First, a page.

What of Barcelona itself ? Well, I start with the beaches. There were quiet beaches near our hotel, called Bogatell, and Mar Bella, and though these were fine, the main beach by far is Barceloneta. There is a metro stop called Barceloneta, and a walk of about half-a-mile to the busiest part of the beach, this is a pleasant walk, you can go along beside the harbour with all the restaurants facing it, or cut through the Barceloneta area itself, full of narrow streets but lots of cafes and bars as well. The beach is clean, tidy, & safe, with good facilities, there are excellent cafe bars, and toilets. There are loungers, with parasols, which you can rent for Euros 8.50 per day, just sit on them and the attendant will come soon to collect your money. This beach on sunny days was busy, but not overly so. The sea, however, was rather cold, I did not try it myself, but saw many recoil in shock when they dipped their toes.
One thing that some may find annoying, the beach was frequented with hawkers, there were many of them but they were not persistent, once you said “no” they would quickly move on. There were also Thai ladies offering massage, we tried this and it was excellent, Euros 5 for the top half, and another Euros 5 for the legs and feet. Beach etiquette ? Well, I did observe that most ladies at Barceloneta were not topless. There were, however, 1 or 2 completely naked men, some were upset by this but we heard the waitresses at the cafes say it was permitted. I believe the beaches to the east are more frequented by those wishing to be nude. Overall, I greatly enjoyed Barceloneta beach, and I wish there had been more sunny days on our trip so we could have gone there more.
Sight-seeing — I am not a great fan of sight-seeing but Barcelona was impressive in this respect. I recommend the city bus tours, there are two companies offering much the same service. The one we used offered two routes, through the west of the city, and the east, and you could hop on/hop off and change from one tour to the other, where they overlapped , as much as you wanted for your day ticket of Euros 22. There were headphone sockets on the buses, where you could plug-in and listen to tour commentaries in various languages, but I found the commentary boring. It was a great way, however, of seeing the city.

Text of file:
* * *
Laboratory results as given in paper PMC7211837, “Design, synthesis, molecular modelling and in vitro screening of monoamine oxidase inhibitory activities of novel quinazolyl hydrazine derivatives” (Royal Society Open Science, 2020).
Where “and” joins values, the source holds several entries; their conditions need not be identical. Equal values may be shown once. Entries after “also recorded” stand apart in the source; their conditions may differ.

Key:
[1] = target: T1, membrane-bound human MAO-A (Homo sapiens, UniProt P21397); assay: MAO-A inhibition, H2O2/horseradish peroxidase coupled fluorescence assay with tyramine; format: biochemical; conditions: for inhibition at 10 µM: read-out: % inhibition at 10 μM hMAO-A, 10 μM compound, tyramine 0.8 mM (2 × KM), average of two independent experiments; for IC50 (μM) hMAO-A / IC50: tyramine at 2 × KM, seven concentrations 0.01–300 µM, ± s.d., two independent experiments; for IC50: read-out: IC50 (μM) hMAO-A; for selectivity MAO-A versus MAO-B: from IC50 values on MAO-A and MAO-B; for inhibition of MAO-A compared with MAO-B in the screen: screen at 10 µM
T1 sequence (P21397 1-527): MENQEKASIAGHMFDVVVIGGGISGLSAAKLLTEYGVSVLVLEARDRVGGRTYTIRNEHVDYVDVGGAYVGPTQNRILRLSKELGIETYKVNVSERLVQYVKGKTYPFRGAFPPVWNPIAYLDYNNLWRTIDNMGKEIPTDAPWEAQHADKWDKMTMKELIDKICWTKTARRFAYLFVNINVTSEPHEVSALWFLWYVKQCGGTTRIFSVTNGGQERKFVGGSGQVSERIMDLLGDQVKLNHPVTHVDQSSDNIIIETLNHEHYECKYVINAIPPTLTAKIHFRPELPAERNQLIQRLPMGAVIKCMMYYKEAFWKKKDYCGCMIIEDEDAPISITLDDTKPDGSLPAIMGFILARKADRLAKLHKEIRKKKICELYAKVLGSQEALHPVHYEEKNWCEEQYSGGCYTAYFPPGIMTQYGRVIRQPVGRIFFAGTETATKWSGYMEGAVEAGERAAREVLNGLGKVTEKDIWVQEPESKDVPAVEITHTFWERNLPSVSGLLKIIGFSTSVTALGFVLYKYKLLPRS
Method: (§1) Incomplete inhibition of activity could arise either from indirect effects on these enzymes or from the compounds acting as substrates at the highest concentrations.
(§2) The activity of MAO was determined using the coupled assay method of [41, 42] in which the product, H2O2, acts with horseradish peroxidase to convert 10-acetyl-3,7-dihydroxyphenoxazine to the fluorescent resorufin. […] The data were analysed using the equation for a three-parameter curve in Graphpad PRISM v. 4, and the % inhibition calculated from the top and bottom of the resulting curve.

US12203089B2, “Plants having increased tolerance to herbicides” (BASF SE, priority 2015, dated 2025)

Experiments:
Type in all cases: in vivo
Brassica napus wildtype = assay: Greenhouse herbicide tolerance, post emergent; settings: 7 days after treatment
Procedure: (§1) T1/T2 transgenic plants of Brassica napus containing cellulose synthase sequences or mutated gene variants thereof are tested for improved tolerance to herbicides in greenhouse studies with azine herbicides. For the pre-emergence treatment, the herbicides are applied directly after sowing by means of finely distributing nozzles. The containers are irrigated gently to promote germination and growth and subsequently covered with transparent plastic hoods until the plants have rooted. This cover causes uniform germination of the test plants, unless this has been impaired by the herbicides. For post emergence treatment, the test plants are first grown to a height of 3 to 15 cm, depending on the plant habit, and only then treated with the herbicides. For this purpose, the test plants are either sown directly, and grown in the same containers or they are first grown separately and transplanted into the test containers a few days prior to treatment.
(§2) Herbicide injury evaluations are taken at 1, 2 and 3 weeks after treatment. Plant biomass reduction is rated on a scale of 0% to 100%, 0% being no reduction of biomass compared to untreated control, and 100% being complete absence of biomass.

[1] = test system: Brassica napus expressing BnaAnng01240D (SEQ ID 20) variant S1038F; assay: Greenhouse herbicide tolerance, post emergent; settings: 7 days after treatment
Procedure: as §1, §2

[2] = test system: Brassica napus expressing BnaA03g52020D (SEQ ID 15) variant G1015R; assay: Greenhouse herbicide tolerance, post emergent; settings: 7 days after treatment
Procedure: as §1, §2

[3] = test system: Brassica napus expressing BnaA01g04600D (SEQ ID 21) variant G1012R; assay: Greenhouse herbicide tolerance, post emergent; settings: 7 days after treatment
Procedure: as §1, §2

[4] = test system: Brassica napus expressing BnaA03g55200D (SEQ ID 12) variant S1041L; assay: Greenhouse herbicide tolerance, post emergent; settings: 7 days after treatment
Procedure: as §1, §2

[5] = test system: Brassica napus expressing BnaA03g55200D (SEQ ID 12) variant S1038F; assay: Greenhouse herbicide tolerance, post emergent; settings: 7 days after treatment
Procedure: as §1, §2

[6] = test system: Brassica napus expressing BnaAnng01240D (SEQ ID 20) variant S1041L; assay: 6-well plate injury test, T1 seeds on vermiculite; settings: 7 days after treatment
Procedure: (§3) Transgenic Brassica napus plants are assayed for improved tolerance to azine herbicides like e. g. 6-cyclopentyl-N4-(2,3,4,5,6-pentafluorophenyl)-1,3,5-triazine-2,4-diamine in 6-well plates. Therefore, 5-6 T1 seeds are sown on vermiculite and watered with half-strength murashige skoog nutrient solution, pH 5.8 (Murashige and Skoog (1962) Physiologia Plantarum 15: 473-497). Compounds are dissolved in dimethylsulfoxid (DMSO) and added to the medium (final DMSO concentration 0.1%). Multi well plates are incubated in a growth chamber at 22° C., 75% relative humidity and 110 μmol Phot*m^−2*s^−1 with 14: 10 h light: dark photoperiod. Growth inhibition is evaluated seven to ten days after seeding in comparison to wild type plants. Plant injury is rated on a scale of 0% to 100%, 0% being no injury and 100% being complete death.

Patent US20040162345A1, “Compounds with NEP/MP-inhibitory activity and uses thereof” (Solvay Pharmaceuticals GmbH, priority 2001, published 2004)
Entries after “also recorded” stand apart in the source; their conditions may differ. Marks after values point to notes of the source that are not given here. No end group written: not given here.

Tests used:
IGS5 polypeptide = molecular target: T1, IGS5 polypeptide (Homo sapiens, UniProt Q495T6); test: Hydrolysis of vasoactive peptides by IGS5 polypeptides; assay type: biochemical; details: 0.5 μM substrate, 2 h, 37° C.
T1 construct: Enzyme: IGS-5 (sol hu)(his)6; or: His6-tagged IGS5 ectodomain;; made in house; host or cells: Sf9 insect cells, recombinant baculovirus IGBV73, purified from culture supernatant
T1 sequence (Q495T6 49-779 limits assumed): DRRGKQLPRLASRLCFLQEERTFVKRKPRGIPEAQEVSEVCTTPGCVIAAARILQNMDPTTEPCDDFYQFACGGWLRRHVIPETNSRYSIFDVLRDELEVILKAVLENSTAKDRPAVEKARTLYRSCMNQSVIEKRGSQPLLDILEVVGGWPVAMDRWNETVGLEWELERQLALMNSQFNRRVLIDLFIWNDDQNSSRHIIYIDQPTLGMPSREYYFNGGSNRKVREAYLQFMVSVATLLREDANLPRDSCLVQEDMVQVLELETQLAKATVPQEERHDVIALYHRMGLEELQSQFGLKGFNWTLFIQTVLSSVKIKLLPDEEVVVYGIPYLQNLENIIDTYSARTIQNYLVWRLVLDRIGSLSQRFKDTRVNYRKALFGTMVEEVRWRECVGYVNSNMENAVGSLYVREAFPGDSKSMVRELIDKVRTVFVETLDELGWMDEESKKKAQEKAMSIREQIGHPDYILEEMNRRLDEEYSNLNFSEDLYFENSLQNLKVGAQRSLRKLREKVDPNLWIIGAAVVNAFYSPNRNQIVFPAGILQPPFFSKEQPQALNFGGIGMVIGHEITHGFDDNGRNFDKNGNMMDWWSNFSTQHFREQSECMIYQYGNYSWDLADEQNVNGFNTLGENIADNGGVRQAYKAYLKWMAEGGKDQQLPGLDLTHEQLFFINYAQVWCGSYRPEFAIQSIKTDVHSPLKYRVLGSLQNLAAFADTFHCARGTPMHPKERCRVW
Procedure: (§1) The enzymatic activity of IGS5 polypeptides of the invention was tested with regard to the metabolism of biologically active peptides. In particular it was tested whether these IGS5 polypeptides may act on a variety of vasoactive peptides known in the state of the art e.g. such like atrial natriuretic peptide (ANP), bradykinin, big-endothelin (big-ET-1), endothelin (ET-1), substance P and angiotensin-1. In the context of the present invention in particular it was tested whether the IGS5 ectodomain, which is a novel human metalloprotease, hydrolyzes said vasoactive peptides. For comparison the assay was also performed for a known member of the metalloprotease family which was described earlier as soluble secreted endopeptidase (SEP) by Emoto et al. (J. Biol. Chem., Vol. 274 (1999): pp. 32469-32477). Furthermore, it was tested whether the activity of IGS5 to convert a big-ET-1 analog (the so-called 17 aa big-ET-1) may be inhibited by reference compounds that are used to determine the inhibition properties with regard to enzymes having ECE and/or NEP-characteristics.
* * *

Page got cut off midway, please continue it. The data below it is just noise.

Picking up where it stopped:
We went firstly on the west tour, which took in, amongst others, Montjuic (the hill which offers great views, and a cable car), the 1992 Olympic Stadium, the Barcelona FC Camp Nou Stadium, and the wide avenues and impressive buildings of what I think is the Eixample area, to the north of Place de Catalunya. We did the stadium tour at the Camp Nou, it was Euros 17 and well worth it. The Camp Nou is, I believe, the largest sports stadium in Europe with an all-seated capacity of just under 99,000. It was very impressive even empty, huge and colourful. The banks of seats are so high, and so steep, it must be fantastic to see a top game there. On the tour, you come in to the stadium at the “dugouts”, and you are allowed to walk right up the main stand, up and into the media gallery. The stadium PA plays atmospheric sounds, at the bottom the noise that the players would hear as they come out, and at the media gallery, the Spanish commentators going over the top with their descriptions of Barcelona goals (“Messi! Messi, Messi, Messi ! Gooooooooooooooooooooool! Gol Gol Gol Gol Gol!” etc). You can sit in the main stand and look out at the pitch, reliving famous games and goals that took place there. I was remembering Manchester United’s last-gasp goals to win the Champions League final there in 1999. There is also access to the museum, this is very high-tech with the accent on the visual, videos and photographs. It is unusual and very modern. I enjoyed the tour and would recommend it to anyone with an interest in football.